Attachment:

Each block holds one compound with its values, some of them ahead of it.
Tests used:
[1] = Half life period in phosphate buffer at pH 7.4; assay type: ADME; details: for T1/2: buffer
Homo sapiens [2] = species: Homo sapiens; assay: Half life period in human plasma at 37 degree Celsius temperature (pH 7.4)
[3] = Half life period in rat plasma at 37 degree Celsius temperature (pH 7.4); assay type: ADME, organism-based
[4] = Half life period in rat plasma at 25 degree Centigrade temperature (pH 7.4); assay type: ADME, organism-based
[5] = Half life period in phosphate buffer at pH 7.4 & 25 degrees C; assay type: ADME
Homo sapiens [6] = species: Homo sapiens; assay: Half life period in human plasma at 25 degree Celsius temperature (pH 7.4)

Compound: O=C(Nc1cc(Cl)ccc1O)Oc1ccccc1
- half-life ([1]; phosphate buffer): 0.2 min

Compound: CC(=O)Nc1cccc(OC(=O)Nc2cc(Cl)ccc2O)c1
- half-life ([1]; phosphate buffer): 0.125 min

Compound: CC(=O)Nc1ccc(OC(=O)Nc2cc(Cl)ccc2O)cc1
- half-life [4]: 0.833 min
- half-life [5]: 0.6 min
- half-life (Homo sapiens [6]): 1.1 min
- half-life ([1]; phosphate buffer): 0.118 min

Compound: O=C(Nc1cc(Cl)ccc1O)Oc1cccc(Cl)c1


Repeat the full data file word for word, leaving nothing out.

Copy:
Each block holds one compound with its values, some of them ahead of it.
Tests used:
[1] = Half life period in phosphate buffer at pH 7.4; assay type: ADME; details: for T1/2: buffer
Homo sapiens [2] = species: Homo sapiens; assay: Half life period in human plasma at 37 degree Celsius temperature (pH 7.4)
[3] = Half life period in rat plasma at 37 degree Celsius temperature (pH 7.4); assay type: ADME, organism-based
[4] = Half life period in rat plasma at 25 degree Centigrade temperature (pH 7.4); assay type: ADME, organism-based
[5] = Half life period in phosphate buffer at pH 7.4 & 25 degrees C; assay type: ADME
Homo sapiens [6] = species: Homo sapiens; assay: Half life period in human plasma at 25 degree Celsius temperature (pH 7.4)

Compound: O=C(Nc1cc(Cl)ccc1O)Oc1ccccc1
- half-life ([1]; phosphate buffer): 0.2 min

Compound: CC(=O)Nc1cccc(OC(=O)Nc2cc(Cl)ccc2O)c1
- half-life ([1]; phosphate buffer): 0.125 min

Compound: CC(=O)Nc1ccc(OC(=O)Nc2cc(Cl)ccc2O)cc1
- half-life [4]: 0.833 min
- half-life [5]: 0.6 min
- half-life (Homo sapiens [6]): 1.1 min
- half-life ([1]; phosphate buffer): 0.118 min

Compound: O=C(Nc1cc(Cl)ccc1O)Oc1cccc(Cl)c1